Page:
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  • Writer's pictureElijah Blalock

What Is Jesus?

For my thoughtful high school students.


What is Jesus? It's an odd question since normally we'd ask, "who is Jesus?" But while you can take it for granted that you and I are humans, normal humans don't calm seas or raise the dead. What is Jesus, exactly? If you go to church, you would probably say Jesus is fully God and fully man. Knowing that might have won a game of trivia in Sunday School, but it's not obvious to many why that statement matters, or even what it means. How can someone be two things at once? If I told you I was fully man and also fully tree, you'd call me insane! Jesus is certainly a complex person. We should expect it to be difficult to explain something that is utterly unlike anything else in human experience, but we should not be dismayed! Christians throughout history have wrestled with and answered this question biblically, and not for the sake of mere trivia! What believers have long recognized is that this question is critical to salvation. Many erroneous understandings of Jesus result in a Christ who cannot save, but if we search the Scriptures for the answer, we will not only come to the truth, but also to a deeper love and appreciation for Christ.


Natures vs. Persons

Before we can get our head around the problem, there are two terms that we need to understand: nature and person. While we might use both of these words in everyday language (nature meaning something like the outdoors, and person meaning simply a human), when we talk about Christ, these words take on much more technical meanings. Jesus is one person with two natures. What does that mean? Consider human nature. What is that? There have been almost as many answers as there have been thinkers, but we are all probably thinking of something along the lines of a creature with a soul, a particular kind of body, and the ability to reason. It is the nature that we all share in common. But here's another question: where is human nature? It is not out floating around in the air. Human nature is found in humans. You can't point to human nature; you can only point to humans. A human is a person with a human nature. Human nature does not think or speak or walk around, though it has all of these qualities; humans think, speak, and walk around according to their human nature.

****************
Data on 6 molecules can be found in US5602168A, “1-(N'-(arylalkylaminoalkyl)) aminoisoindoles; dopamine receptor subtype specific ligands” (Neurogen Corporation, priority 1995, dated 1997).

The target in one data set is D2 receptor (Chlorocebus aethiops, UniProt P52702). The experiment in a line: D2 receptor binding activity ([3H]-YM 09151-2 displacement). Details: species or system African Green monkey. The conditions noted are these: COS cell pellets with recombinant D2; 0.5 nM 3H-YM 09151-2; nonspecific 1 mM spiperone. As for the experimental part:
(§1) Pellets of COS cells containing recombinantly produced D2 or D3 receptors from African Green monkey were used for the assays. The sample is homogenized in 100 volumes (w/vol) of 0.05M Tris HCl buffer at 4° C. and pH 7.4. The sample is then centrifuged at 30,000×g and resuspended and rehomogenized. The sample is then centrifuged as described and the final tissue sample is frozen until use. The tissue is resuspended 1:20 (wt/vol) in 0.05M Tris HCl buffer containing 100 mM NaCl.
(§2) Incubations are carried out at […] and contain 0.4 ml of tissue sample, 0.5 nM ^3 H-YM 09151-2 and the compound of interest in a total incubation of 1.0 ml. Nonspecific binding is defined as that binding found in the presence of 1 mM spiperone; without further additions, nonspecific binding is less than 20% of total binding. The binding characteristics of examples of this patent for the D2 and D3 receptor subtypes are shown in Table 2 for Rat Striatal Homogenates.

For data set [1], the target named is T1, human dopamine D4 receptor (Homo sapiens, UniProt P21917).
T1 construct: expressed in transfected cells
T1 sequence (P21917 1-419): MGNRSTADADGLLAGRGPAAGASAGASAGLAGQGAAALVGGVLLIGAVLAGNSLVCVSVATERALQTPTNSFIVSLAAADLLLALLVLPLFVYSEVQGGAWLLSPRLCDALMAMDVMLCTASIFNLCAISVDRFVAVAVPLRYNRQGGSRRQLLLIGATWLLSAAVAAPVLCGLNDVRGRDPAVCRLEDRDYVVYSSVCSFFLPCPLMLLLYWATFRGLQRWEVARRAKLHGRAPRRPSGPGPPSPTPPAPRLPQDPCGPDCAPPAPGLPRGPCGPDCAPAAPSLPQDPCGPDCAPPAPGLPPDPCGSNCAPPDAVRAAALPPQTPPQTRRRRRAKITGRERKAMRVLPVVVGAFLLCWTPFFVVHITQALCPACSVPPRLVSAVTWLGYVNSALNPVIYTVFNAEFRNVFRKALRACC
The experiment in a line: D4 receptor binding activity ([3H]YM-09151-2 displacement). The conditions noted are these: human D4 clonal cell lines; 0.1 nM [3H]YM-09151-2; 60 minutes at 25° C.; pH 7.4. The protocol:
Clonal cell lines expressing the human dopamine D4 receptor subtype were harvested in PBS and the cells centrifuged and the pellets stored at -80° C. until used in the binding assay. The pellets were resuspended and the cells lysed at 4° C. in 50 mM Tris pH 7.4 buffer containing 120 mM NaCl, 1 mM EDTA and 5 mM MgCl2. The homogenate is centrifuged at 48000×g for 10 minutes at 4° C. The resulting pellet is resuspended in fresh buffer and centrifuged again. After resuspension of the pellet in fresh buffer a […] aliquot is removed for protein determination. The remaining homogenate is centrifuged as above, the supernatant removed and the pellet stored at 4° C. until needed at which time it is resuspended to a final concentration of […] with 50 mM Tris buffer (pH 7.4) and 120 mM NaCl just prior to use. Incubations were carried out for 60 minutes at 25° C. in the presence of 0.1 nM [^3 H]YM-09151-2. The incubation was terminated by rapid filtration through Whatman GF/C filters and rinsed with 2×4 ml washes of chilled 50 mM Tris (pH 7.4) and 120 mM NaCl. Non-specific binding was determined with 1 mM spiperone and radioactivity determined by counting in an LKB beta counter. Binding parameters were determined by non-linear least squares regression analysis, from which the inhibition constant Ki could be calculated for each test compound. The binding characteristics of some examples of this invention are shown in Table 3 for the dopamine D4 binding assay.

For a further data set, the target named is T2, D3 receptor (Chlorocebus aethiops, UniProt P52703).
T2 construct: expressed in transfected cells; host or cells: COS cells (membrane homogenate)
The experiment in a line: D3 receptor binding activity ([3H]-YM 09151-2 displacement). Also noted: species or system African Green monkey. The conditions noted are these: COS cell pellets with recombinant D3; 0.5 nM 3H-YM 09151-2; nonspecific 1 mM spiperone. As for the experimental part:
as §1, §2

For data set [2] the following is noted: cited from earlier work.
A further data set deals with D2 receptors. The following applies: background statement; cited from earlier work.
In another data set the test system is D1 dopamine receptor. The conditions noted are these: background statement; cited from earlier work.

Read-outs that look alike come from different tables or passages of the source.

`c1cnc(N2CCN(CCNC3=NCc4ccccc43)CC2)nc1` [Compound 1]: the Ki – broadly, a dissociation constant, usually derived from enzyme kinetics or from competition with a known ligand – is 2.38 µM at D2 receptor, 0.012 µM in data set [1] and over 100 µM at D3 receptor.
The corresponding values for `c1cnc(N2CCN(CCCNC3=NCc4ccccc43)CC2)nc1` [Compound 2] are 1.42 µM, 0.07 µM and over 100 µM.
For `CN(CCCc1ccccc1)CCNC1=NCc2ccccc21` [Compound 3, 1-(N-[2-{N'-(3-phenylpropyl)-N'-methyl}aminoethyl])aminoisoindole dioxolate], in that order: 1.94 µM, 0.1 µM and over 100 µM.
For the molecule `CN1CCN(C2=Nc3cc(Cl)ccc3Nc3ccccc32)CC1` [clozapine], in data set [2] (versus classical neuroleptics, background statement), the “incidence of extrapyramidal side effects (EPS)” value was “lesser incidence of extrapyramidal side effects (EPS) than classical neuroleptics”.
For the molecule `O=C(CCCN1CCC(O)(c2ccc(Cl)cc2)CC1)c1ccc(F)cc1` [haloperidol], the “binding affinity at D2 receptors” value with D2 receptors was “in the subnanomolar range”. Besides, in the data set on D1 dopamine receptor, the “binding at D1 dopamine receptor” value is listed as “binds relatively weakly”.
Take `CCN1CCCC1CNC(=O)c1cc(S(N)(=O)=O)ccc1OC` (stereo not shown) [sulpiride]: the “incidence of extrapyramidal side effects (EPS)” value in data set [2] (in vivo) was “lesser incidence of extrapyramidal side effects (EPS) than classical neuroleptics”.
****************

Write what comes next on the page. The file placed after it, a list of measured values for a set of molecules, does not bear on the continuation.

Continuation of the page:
Do you see the difference? A nature describes a set of characteristics that define a particular kind of thing. Human nature, for example, includes things like thought, emotions, speech, and the ability to change. However, human nature itself isn't some kind of being out there doing anything. On the other hand, persons may do all of those things. Persons act, but according to their nature. A human person can do human things, like think, speak, and feel pain, though they may or may not do any or all of those things at a given time depending on what the person is doing and what is being done to them. There are other kinds of persons, such as angels. Angels do some things like humans, such as think, but there are some things angels can't do, like eat. We eat because our human nature makes it possible and requires that we eat, but angels are spirits without material bodies, so they can't eat. Both angels and humans are persons, but they have different kinds of natures that limit the sorts of things they can and cannot do. I am a human person. According to my human nature, I could sleep if I wanted to. However, my human nature doesn't sleep or do anything. It just grants the ability—and eventually the necessity—to sleep. Human nature doesn't sleep; I sleep, in accordance with my human nature. That's an example of what it means to be a person with a human nature. Also, note that I can't ever change natures. I will always be human. Though we can distinguish between nature and person, the two are inseparable; there are no persons without a nature or vice versa. I can't ever drop my human nature. If I did or changed my natures somehow, I wouldn't be me anymore. I'd be a new person.